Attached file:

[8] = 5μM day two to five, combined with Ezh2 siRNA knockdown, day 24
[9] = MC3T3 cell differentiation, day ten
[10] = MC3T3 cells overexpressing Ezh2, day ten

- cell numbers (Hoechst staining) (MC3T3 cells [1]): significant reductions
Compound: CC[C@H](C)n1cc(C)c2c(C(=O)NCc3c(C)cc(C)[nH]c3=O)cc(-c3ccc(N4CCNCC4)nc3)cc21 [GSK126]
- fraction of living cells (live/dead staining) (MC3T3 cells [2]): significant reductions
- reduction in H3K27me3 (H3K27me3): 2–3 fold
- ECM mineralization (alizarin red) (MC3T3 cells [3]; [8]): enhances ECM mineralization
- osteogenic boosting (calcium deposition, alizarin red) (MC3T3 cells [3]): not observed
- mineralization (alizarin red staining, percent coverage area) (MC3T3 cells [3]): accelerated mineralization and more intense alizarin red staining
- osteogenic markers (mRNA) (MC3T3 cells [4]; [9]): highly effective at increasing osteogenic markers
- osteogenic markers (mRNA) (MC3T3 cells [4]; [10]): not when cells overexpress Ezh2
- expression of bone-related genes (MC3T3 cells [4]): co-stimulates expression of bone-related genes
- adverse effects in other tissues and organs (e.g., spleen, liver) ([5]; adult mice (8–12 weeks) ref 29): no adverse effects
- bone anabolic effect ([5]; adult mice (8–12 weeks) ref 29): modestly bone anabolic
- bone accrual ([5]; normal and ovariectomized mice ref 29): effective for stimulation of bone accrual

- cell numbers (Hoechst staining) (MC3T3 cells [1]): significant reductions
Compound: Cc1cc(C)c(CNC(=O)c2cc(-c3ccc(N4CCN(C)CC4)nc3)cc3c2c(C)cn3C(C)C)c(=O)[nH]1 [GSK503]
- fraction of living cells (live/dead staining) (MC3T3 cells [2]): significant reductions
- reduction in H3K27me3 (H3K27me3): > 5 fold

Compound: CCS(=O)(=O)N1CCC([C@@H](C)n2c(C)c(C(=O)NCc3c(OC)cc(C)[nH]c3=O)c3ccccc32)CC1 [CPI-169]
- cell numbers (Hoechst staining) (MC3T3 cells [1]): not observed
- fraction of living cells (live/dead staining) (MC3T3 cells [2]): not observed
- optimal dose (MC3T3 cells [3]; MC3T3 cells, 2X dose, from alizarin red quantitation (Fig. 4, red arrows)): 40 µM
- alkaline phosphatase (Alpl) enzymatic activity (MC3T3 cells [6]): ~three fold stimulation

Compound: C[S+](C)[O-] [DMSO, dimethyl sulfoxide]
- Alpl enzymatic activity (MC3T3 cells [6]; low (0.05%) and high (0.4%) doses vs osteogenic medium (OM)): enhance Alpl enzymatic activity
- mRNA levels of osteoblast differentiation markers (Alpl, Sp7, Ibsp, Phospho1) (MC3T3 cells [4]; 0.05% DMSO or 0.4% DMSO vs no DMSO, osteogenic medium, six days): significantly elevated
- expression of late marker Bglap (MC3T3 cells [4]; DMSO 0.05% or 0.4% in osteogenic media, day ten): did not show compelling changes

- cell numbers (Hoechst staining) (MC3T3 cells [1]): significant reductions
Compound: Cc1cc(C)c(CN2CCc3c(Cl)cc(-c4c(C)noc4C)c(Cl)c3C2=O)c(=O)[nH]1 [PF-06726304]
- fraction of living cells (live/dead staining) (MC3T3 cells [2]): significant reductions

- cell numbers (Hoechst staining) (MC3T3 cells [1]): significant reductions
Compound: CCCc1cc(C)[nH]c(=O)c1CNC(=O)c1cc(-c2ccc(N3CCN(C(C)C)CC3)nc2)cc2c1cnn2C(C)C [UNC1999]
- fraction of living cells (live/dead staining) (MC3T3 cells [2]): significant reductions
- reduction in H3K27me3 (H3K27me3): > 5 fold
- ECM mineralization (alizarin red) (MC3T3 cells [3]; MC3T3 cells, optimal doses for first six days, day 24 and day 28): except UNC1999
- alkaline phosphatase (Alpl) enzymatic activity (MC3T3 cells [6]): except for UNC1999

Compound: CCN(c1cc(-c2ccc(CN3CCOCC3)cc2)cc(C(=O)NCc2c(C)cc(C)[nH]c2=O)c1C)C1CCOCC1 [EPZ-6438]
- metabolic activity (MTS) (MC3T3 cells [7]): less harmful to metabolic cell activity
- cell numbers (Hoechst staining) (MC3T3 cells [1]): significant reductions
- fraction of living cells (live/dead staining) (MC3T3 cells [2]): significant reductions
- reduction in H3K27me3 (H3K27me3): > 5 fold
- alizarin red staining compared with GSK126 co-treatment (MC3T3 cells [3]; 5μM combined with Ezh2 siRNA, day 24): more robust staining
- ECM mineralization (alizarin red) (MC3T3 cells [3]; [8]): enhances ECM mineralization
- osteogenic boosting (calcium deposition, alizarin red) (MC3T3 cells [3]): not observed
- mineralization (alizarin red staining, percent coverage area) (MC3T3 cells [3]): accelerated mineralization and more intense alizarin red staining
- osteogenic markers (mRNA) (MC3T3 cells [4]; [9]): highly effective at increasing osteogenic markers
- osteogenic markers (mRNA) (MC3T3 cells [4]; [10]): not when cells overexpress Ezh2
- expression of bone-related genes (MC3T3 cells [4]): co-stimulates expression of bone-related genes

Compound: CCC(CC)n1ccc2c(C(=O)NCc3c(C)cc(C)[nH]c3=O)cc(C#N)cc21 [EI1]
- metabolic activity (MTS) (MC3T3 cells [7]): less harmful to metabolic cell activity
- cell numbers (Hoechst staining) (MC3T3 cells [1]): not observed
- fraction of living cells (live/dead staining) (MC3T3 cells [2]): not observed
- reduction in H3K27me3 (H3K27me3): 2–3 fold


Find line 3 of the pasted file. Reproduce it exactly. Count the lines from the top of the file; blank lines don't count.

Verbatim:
[10] = MC3T3 cells overexpressing Ezh2, day ten